Content producers are always looking for new ways to store HD masters in more-compact files to ease storage and distribution costs and Twentieth Century Fox Television is the latest to complete a trial use Avid’s DNx HD codec to accomplish the task.
The studio decided to put the Avid technology to the test for the season’s final two episodes of Bones. The goal? To store the program in a manner that delivers the high-quality look of an uncompressed 10-bit HD file at the bandwidth of standard-definition files.
David Jeffery, Bones associate producer, says he and the production team were more than impressed with the lack of pixel degeneration, ghosting and motion artifacts.
“When the producers, director of photography, QC technician, and colorist all give the image quality a thumbs up there’s nothing left to question,” says Jeffery.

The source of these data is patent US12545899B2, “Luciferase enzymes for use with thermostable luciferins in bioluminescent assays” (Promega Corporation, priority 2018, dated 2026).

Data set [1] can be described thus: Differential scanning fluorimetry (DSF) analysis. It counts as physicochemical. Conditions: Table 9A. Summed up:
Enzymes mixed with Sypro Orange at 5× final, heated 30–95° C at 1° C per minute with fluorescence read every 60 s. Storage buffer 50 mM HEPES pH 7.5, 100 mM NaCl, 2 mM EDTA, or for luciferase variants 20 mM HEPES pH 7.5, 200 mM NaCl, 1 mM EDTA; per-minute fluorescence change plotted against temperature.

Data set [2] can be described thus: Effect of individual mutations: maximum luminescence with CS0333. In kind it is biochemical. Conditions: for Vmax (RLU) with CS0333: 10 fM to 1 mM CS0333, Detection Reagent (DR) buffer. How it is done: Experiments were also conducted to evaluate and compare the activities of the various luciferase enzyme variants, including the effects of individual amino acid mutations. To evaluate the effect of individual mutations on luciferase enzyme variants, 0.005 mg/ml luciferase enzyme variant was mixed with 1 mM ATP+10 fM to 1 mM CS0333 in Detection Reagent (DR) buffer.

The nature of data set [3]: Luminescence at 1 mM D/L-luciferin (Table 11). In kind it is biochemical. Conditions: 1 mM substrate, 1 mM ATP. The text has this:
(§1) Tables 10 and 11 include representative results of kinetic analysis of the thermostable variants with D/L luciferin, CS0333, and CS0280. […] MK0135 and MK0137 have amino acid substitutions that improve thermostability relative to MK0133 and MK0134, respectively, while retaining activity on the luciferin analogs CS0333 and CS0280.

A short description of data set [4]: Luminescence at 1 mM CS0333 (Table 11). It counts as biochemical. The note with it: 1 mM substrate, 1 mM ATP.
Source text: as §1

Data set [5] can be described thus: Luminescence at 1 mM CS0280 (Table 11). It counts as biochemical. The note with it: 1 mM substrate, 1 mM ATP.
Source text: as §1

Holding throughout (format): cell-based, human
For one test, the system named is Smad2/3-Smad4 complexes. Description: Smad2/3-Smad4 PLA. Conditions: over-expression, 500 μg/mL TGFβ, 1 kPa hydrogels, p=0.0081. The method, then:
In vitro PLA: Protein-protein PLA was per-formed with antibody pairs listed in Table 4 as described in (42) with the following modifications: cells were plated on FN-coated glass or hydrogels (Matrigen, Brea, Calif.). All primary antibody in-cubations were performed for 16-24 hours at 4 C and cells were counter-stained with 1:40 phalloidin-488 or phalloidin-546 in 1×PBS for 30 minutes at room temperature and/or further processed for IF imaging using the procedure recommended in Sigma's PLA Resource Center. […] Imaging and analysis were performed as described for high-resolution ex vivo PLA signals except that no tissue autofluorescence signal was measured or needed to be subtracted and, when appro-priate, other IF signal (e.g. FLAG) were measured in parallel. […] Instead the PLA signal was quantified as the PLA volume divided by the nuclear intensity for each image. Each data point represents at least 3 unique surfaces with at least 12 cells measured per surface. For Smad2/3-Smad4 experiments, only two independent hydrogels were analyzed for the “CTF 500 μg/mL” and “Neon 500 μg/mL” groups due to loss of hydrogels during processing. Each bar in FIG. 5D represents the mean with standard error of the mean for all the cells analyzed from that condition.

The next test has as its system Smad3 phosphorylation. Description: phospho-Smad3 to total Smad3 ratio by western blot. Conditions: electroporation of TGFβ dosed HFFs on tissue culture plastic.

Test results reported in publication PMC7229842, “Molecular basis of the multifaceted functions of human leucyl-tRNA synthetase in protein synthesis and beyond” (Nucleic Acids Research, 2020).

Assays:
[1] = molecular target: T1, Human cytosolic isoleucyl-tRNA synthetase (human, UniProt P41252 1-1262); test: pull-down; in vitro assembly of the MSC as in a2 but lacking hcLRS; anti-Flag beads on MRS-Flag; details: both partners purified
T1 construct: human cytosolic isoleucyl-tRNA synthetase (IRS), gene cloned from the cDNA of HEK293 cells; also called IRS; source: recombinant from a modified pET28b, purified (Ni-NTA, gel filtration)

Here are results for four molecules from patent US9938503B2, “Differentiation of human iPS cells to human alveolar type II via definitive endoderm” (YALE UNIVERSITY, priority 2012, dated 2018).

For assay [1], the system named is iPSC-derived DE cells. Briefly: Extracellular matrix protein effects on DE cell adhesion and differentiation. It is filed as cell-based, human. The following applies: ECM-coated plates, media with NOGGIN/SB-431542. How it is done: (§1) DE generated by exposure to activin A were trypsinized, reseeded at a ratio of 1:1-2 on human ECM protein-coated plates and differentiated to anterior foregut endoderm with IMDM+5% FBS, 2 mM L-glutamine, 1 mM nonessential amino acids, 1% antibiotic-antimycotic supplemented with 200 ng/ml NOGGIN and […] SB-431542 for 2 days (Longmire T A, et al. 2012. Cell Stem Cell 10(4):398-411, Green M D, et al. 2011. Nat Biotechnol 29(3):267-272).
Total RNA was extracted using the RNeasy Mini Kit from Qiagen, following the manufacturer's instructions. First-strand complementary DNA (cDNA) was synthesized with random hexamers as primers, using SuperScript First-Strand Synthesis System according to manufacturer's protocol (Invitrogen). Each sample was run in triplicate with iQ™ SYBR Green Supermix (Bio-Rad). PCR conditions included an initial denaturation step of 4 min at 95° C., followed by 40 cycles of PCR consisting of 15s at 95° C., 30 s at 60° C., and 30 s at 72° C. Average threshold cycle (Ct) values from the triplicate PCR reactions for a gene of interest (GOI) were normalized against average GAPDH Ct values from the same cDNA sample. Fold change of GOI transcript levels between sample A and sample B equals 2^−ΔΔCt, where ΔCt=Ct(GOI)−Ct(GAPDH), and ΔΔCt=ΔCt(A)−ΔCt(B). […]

More importantly, Gary Hall, vice president of post production for 20th Century Fox Television, says the system maintained the same level of quality seen during the post-production process. “The challenge is how to maintain that quality while managing the massive data size associated with an uncompressed HD master,” he says. “Avid DNxHD solves that problem.”
Fox has not announced yet whether it will move to Avid DNxHD in the future.
Jeffery says the use of the DNxHD did not change the mastering process or cost for television delivery. "During the online process the show is laid off to a D5 tape," he says. It is then taken into color correction where the color corrected master is created and laid off to a D5.
"Our hope is that one day we could purchase an HD Symphony and handle the onlines in house," he says.